Tips for shopping vintage- Size matters. Use clothing sizes as a general rule, but expect the fashions of yesteryear to be less than generously proportioned. Steel yourself psychologically to go up as much as two full sizes.
- Fancy footwork. Vintage shoe sizes have not changed as much, but women with wide feet, or larger sizes, will not have much luck.
- Stress out. Clothing tends to show wear at stress points, such as under the arms. Check seams carefully.
- Out, darned spot. Don't assume that stains and spins can be dry-cleaned. Some damage, such as sun-fading, is here to stay.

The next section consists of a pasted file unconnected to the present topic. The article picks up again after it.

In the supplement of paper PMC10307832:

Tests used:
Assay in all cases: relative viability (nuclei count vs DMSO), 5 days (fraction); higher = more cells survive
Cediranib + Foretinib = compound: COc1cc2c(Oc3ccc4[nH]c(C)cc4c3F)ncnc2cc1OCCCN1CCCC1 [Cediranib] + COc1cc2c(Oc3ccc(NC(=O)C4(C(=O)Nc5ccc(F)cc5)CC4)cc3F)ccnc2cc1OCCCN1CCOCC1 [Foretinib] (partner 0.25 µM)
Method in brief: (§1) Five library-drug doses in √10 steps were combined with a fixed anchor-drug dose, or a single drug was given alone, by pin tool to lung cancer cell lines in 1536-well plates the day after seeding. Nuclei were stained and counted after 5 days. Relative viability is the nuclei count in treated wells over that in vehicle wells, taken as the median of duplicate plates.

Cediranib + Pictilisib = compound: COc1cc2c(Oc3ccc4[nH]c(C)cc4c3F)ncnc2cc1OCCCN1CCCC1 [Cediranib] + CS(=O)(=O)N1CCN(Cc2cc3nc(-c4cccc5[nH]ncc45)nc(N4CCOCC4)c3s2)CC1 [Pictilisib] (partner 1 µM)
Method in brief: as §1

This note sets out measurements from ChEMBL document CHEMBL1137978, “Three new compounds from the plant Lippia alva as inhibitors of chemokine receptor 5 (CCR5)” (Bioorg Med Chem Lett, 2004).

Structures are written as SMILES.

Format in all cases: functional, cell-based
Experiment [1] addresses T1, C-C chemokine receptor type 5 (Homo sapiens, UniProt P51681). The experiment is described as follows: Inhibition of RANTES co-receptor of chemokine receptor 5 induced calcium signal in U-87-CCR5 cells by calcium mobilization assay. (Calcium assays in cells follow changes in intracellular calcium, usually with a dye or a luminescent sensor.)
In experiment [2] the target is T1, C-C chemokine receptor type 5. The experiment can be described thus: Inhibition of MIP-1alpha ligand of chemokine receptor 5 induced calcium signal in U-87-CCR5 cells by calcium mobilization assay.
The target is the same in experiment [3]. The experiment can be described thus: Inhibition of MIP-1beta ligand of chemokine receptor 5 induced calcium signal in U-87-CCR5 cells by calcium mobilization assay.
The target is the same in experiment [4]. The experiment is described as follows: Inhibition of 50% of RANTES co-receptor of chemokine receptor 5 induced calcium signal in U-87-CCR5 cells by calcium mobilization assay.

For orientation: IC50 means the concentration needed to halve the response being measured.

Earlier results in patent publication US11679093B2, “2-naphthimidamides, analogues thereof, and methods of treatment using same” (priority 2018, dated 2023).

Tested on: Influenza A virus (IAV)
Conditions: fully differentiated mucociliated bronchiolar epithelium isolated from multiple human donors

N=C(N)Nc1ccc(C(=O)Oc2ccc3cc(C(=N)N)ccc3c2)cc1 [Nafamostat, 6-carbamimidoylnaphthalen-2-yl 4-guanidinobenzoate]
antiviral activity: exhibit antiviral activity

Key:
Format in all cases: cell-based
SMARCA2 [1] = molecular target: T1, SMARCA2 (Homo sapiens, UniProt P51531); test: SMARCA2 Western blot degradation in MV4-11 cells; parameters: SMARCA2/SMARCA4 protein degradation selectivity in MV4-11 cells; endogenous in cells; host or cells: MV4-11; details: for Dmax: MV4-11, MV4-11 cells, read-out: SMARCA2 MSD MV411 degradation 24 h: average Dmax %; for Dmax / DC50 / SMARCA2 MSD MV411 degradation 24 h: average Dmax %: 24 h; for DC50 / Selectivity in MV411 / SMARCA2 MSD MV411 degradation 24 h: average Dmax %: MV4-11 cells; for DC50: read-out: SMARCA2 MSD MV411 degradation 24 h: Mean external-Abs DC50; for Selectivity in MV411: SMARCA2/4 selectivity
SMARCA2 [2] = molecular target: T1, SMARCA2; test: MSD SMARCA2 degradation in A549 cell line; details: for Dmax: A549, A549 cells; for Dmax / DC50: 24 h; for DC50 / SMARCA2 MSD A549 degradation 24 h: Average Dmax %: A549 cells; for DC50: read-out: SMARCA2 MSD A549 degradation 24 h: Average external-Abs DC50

- Acronym alert. If wearing someone's cast-offs, no matter how old or how chic, provokes too much of an "ick" factor, look for "new-old stock," or NOS -- shades of Morty Seinfeld's beltless "Executive" trench coat.
- Venue menu. For those who are time constrained, eBay.com offers an ocean of vintage buys; just be sure to read the listing carefully for loopholes ("60s-style" means "new") and check a seller's feedback so you don't get burned. If you're a browser, estate and tag sales are less reliable, but offer the possibility for real "finds."
Hotter than hot. "Big E" jeans (the "E" in "Levis" on the red tab was capitalized in the mid-1960s and earlier), Rolexes from the 1930s and '40s, designer costume jewelry by Miriam Haskell and Elsa Schiaparelli. Unfortunately, both women's earliest -- and best -- pieces were unsigned.
- Denise Flaim